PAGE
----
by Charles Coe
In recent years, those of us who’ve tried to submit writing to magazines or literary journals have found that many of those publications no longer want work sent to them directly; they want writers to use a submission portal called “Submittable.”
Submittable is a submission management system. Here’s how it works: You sign up for an account. (Free to writers. They make their money from fees paid by member publications.) You submit your work to publication X. The system keeps you updated on the progress of your submission, so you know it was received. You can also use the website to manage withdrawals and edits if need be. That one account lets you track the status of your submissions to any number of publications.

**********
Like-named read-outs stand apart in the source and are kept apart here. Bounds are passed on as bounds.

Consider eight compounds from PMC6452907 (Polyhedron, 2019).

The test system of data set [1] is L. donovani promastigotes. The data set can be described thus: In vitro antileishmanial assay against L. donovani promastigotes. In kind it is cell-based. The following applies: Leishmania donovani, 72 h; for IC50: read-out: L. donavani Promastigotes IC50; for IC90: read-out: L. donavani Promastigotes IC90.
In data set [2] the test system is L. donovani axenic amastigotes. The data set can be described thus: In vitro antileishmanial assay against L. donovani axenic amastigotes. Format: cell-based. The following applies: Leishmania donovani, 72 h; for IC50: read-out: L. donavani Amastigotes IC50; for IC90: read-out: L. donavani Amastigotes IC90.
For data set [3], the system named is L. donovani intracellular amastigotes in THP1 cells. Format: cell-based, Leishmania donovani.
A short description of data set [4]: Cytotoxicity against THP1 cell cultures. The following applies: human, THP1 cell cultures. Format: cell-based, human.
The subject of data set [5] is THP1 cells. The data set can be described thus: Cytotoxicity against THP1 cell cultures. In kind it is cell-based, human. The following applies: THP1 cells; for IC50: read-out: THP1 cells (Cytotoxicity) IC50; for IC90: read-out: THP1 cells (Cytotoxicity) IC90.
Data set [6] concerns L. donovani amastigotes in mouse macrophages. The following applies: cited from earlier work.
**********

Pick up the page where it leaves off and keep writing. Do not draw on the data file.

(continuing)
Of course, if an editor or publisher has asked you to submit work, or if you already have a professional relationship with them, you can bypass Submittable and send it directly. But if the publication’s guidelines say to use it and you try to do an “end run” and send it directly to the editor you pretty much guarantee a rejection.
Here’s where to sign up for a free account: